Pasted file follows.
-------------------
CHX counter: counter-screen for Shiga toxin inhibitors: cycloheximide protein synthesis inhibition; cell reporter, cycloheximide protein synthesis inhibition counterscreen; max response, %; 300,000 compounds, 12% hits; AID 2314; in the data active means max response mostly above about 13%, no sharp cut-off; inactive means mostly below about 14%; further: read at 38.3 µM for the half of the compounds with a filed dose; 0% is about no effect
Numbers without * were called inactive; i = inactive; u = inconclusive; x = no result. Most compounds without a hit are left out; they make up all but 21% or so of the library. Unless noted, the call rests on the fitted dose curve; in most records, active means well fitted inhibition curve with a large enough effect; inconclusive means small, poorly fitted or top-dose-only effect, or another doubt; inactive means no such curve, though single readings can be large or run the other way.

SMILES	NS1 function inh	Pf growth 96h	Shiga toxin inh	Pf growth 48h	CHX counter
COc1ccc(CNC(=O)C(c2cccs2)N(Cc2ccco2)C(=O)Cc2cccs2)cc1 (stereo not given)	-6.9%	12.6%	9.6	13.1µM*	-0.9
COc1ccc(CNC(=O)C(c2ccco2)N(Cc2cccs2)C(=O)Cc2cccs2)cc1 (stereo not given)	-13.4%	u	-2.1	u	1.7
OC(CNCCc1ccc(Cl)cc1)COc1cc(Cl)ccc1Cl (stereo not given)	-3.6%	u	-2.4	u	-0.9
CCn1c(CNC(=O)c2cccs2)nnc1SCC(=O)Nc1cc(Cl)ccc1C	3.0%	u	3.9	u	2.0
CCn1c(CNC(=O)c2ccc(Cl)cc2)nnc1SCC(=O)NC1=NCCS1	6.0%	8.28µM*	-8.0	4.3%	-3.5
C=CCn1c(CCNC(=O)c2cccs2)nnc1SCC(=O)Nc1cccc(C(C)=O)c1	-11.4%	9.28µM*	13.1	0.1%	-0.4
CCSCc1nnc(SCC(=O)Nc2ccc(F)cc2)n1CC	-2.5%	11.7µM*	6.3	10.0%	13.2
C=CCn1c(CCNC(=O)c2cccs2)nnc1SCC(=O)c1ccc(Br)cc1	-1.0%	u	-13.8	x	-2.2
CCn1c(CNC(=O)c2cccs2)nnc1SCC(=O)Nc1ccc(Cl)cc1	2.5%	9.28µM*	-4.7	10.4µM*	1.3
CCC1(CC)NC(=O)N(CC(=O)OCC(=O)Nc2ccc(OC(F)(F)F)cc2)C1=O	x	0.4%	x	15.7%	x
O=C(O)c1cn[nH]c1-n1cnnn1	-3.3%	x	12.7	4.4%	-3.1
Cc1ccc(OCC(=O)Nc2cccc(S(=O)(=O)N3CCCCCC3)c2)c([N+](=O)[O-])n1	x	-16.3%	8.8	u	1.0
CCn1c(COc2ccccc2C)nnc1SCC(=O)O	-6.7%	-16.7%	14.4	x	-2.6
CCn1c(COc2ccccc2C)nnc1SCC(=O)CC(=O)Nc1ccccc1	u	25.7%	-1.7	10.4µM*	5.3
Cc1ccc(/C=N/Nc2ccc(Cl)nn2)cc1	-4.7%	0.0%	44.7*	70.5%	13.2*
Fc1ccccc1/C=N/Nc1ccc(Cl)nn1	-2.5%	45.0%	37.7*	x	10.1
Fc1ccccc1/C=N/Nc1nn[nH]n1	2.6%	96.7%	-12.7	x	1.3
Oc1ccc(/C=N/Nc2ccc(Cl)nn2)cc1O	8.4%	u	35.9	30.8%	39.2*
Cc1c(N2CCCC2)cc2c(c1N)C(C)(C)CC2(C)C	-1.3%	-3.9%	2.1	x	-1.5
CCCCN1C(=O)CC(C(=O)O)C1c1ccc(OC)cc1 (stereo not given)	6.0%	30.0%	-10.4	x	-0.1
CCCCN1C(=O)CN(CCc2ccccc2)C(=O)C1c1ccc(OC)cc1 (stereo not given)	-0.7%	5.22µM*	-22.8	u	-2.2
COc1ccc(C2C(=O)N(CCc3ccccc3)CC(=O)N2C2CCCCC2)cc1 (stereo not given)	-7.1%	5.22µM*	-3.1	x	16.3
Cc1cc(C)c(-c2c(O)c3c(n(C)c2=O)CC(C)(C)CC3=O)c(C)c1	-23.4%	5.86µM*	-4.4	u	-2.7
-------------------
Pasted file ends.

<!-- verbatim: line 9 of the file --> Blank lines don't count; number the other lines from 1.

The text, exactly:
C=CCn1c(CCNC(=O)c2cccs2)nnc1SCC(=O)Nc1cccc(C(C)=O)c1	-11.4%	9.28µM*	13.1	0.1%	-0.4